Or else what for God’s sake? Ban the newspaper from going to print for a few days? What the hell matter would that be anyway? They’re all financed through huge big pipes that would not even notice even a moderate drop in its flow pressure. Make a STAND Goddammit! What are you put there for in the first place? Aren’t you supposed to be the fourth Estate?

If I was one of their publishers, I would just print a completely blank paper with NO NEWS at all, white spaces where all their articles would be, but just keep the advertising blocks. I bet that had that been done that that paper’s sale would have skyrocketed on that day (yes, all it takes is a single print to make the point) and the pressure will have increased many fold and redirected on the court to rescind that brain-dead decision.

Ooo what a happy day!

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6 Comments
  • The Stallion
    11 October 2006

    I guess you have to write a post on how to use a proxy or what programs people can download and install that would let them bypass such blocks on websites!

  • mahmood
    11 October 2006

    It’s done already, but will they listen and realise it?

    Not in this lifetime…

  • Tahoun
    11 October 2006

    Oh, yes. I agree. I wrote two articles on this matter and sent them for publishing or action-in-better-ways, to one of the newspapers concenred. In the first artcle, I argued that there is no ban on press coverage of Bandergate per se, legally speaking. As such, refraining would be self-imposed, but not mandated. It is also argued, in the same article, that the Court might have exceeded its powers when it imposed the Gag. But the Gag itself related to the Criminal Case filed by PPD against Mr. AlBandar, not to Bandertgate. The two matters, i.e. the Crminal Case and Bandergate, being quite different from each other, in law and on the ground.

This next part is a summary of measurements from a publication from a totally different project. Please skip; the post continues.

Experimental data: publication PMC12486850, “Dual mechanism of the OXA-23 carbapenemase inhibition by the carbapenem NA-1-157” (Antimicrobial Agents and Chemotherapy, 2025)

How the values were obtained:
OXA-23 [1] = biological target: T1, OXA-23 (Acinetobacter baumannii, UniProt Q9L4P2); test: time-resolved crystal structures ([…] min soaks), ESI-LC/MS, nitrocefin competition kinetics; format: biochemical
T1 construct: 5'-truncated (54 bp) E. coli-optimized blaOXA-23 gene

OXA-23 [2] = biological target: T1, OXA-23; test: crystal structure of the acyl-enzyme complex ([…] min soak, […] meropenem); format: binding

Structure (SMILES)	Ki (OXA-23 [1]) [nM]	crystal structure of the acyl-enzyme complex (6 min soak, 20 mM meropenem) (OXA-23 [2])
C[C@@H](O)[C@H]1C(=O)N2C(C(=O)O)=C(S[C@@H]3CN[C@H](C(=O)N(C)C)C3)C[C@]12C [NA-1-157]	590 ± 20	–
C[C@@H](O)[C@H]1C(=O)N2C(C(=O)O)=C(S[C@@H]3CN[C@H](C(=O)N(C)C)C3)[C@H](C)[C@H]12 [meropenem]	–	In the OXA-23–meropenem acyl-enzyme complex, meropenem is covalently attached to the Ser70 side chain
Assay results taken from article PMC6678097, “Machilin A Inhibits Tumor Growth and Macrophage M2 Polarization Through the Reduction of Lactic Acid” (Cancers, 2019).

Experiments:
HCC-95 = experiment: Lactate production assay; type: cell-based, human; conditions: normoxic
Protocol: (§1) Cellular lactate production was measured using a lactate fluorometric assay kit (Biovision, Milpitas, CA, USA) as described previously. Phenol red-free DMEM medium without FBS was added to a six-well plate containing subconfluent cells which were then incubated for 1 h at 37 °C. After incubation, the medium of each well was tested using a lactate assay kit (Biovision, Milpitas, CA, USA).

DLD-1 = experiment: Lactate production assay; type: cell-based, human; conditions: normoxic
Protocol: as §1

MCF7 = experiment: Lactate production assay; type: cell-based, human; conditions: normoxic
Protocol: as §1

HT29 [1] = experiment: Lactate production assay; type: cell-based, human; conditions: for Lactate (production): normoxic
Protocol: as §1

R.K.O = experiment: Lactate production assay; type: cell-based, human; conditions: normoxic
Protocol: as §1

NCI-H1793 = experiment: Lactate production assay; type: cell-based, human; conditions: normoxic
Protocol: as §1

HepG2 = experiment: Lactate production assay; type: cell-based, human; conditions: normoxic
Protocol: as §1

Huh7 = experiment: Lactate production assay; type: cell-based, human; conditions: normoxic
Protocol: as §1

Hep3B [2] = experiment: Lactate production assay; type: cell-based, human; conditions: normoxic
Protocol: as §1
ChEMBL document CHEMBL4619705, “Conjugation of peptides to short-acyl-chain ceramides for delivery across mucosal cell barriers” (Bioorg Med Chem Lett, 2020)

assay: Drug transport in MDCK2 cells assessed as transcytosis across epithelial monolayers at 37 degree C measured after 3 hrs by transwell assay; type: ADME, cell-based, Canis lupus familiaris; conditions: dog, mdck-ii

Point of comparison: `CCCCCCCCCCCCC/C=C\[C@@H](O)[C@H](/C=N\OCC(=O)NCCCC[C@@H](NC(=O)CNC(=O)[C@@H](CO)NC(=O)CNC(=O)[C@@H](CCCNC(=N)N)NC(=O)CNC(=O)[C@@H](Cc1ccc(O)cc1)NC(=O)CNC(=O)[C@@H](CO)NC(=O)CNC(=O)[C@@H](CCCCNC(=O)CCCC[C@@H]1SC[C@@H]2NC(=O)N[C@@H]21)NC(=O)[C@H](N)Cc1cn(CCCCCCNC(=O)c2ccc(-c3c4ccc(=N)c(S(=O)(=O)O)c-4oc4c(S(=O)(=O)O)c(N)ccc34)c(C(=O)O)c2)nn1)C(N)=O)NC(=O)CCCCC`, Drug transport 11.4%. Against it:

In the 2nd article, which I sent and Blogged before reading your comments (above), with which I agree, I urge that the Court can be questioned, rather than “licked”, as you chose to put it – more dramatically. If after it being challanged the Court still does not and expeditedly budge, its decsion can be challenged by further action as specifically mentioned in the article.

    I presume that my opinions, as expressed in the Blogs, are sound and hope that the right action will now be taken, by the custodians of Free Speech in Bahrain.

  • Tahoun
    11 October 2006

    Tanks for editing. If you care, would you kindly leave in these links for the benefit of visitors who would like or can read Arabic.
    First Article: http://isaalfaraj.blogspot.com/2006/10/blog-post.html
    Second Article: http://isaalfaraj.blogspot.com/2006/10/blog-post_11.html
    Thanks and God Bless.

  • mahmood
    11 October 2006

    You got it, and I agree with your conclusions.

  • Bubz
    15 October 2006

    If I was one of their publishers, I would just print a completely blank paper with NO NEWS at all, white spaces where all their articles would be, but just keep the advertising blocks.

    Haha, brilliant idea. A similar tactic was employed by a Pakistani political writer post-independence. He used to write for a local paper, and the incendiary stuff that got edited out, he would just leave blank spaces.. so his articles were blocks of “approved” text and “censored” spaces.

    Don’t know what happened with him though.